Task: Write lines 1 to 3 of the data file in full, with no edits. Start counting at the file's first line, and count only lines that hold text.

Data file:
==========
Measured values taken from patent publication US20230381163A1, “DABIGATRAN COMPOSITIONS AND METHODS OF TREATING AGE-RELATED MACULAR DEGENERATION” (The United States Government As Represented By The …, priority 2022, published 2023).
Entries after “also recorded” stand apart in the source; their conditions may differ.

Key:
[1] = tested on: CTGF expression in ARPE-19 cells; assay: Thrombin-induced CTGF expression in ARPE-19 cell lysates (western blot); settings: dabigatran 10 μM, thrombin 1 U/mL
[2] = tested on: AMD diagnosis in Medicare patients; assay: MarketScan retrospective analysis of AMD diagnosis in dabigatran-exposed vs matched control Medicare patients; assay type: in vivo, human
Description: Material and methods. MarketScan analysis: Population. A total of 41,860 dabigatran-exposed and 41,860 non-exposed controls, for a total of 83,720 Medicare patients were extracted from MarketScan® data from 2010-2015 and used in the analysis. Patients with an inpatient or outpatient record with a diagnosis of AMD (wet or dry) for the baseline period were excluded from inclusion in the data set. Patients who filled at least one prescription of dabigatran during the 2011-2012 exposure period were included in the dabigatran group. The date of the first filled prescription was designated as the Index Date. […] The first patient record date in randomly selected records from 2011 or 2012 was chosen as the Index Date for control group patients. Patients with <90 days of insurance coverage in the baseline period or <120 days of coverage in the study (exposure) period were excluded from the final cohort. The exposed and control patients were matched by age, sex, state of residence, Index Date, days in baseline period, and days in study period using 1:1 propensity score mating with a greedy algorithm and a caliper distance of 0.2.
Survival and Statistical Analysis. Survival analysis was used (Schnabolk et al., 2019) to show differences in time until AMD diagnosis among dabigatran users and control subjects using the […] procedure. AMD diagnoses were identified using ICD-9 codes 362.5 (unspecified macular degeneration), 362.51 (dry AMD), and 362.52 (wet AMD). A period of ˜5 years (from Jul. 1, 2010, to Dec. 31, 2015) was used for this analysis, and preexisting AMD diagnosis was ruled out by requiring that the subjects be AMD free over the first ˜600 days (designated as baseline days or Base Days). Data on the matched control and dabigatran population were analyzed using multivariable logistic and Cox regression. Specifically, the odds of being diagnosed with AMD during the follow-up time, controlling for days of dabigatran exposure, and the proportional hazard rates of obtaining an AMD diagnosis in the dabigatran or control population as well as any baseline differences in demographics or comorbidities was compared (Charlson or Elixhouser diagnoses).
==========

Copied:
Measured values taken from patent publication US20230381163A1, “DABIGATRAN COMPOSITIONS AND METHODS OF TREATING AGE-RELATED MACULAR DEGENERATION” (The United States Government As Represented By The …, priority 2022, published 2023).
Entries after “also recorded” stand apart in the source; their conditions may differ.

Key: